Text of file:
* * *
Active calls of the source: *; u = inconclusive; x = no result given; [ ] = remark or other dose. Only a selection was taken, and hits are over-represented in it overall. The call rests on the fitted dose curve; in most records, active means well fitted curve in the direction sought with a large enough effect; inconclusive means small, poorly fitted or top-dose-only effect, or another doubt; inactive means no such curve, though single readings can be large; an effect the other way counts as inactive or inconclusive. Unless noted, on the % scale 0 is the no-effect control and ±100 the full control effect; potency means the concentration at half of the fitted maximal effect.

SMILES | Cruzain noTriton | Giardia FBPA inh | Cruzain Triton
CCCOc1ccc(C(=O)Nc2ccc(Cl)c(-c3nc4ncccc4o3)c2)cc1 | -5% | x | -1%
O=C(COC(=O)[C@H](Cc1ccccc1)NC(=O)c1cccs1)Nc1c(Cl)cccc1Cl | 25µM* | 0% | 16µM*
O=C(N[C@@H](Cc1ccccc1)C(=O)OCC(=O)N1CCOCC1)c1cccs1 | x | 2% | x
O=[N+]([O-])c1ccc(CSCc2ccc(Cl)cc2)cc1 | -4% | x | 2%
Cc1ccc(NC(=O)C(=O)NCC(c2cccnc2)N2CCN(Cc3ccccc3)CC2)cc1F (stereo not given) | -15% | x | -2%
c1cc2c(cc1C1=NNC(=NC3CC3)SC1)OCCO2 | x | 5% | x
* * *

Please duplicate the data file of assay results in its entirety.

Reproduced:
Active calls of the source: *; u = inconclusive; x = no result given; [ ] = remark or other dose. Only a selection was taken, and hits are over-represented in it overall. The call rests on the fitted dose curve; in most records, active means well fitted curve in the direction sought with a large enough effect; inconclusive means small, poorly fitted or top-dose-only effect, or another doubt; inactive means no such curve, though single readings can be large; an effect the other way counts as inactive or inconclusive. Unless noted, on the % scale 0 is the no-effect control and ±100 the full control effect; potency means the concentration at half of the fitted maximal effect.

SMILES | Cruzain noTriton | Giardia FBPA inh | Cruzain Triton
CCCOc1ccc(C(=O)Nc2ccc(Cl)c(-c3nc4ncccc4o3)c2)cc1 | -5% | x | -1%
O=C(COC(=O)[C@H](Cc1ccccc1)NC(=O)c1cccs1)Nc1c(Cl)cccc1Cl | 25µM* | 0% | 16µM*
O=C(N[C@@H](Cc1ccccc1)C(=O)OCC(=O)N1CCOCC1)c1cccs1 | x | 2% | x
O=[N+]([O-])c1ccc(CSCc2ccc(Cl)cc2)cc1 | -4% | x | 2%
Cc1ccc(NC(=O)C(=O)NCC(c2cccnc2)N2CCN(Cc3ccccc3)CC2)cc1F (stereo not given) | -15% | x | -2%
c1cc2c(cc1C1=NNC(=NC3CC3)SC1)OCCO2 | x | 5% | x